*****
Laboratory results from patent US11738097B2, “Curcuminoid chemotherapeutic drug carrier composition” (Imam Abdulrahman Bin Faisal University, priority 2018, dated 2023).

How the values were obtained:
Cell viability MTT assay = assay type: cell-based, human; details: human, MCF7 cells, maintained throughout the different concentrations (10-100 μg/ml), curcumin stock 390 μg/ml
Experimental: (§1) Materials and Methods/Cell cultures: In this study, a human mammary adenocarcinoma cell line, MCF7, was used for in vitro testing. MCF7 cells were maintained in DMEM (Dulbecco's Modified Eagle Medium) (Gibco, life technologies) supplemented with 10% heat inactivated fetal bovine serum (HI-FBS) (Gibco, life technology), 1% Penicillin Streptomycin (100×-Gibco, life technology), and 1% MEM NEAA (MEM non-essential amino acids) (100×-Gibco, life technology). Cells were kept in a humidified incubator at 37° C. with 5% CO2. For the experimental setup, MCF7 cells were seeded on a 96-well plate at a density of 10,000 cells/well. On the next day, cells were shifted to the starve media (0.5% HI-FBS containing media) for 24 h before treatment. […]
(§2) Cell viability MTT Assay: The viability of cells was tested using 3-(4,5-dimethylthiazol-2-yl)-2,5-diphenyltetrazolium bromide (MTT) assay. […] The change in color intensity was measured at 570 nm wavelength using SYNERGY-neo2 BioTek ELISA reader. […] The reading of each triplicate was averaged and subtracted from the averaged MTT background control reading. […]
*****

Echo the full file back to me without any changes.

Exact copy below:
Laboratory results from patent US11738097B2, “Curcuminoid chemotherapeutic drug carrier composition” (Imam Abdulrahman Bin Faisal University, priority 2018, dated 2023).

How the values were obtained:
Cell viability MTT assay = assay type: cell-based, human; details: human, MCF7 cells, maintained throughout the different concentrations (10-100 μg/ml), curcumin stock 390 μg/ml
Experimental: (§1) Materials and Methods/Cell cultures: In this study, a human mammary adenocarcinoma cell line, MCF7, was used for in vitro testing. MCF7 cells were maintained in DMEM (Dulbecco's Modified Eagle Medium) (Gibco, life technologies) supplemented with 10% heat inactivated fetal bovine serum (HI-FBS) (Gibco, life technology), 1% Penicillin Streptomycin (100×-Gibco, life technology), and 1% MEM NEAA (MEM non-essential amino acids) (100×-Gibco, life technology). Cells were kept in a humidified incubator at 37° C. with 5% CO2. For the experimental setup, MCF7 cells were seeded on a 96-well plate at a density of 10,000 cells/well. On the next day, cells were shifted to the starve media (0.5% HI-FBS containing media) for 24 h before treatment. […]
(§2) Cell viability MTT Assay: The viability of cells was tested using 3-(4,5-dimethylthiazol-2-yl)-2,5-diphenyltetrazolium bromide (MTT) assay. […] The change in color intensity was measured at 570 nm wavelength using SYNERGY-neo2 BioTek ELISA reader. […] The reading of each triplicate was averaged and subtracted from the averaged MTT background control reading. […]